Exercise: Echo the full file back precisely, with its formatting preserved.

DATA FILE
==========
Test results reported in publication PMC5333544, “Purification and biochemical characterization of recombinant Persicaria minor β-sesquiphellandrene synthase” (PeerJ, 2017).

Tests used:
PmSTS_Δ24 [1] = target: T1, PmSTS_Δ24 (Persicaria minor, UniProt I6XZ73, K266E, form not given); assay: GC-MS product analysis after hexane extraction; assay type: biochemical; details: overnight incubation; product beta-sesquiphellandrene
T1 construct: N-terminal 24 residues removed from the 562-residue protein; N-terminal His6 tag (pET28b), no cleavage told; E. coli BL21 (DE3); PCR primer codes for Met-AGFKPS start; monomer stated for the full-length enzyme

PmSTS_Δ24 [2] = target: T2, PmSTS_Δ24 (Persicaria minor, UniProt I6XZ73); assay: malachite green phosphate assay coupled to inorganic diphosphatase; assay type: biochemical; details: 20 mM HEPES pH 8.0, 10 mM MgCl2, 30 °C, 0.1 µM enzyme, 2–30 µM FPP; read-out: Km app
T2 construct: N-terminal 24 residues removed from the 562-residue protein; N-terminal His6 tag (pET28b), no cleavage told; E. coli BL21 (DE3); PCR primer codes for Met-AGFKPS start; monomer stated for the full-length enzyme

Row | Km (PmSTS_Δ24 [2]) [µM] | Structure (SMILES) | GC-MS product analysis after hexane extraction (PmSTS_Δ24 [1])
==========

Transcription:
Test results reported in publication PMC5333544, “Purification and biochemical characterization of recombinant Persicaria minor β-sesquiphellandrene synthase” (PeerJ, 2017).

Tests used:
PmSTS_Δ24 [1] = target: T1, PmSTS_Δ24 (Persicaria minor, UniProt I6XZ73, K266E, form not given); assay: GC-MS product analysis after hexane extraction; assay type: biochemical; details: overnight incubation; product beta-sesquiphellandrene
T1 construct: N-terminal 24 residues removed from the 562-residue protein; N-terminal His6 tag (pET28b), no cleavage told; E. coli BL21 (DE3); PCR primer codes for Met-AGFKPS start; monomer stated for the full-length enzyme

PmSTS_Δ24 [2] = target: T2, PmSTS_Δ24 (Persicaria minor, UniProt I6XZ73); assay: malachite green phosphate assay coupled to inorganic diphosphatase; assay type: biochemical; details: 20 mM HEPES pH 8.0, 10 mM MgCl2, 30 °C, 0.1 µM enzyme, 2–30 µM FPP; read-out: Km app
T2 construct: N-terminal 24 residues removed from the 562-residue protein; N-terminal His6 tag (pET28b), no cleavage told; E. coli BL21 (DE3); PCR primer codes for Met-AGFKPS start; monomer stated for the full-length enzyme

Row | Km (PmSTS_Δ24 [2]) [µM] | Structure (SMILES) | GC-MS product analysis after hexane extraction (PmSTS_Δ24 [1])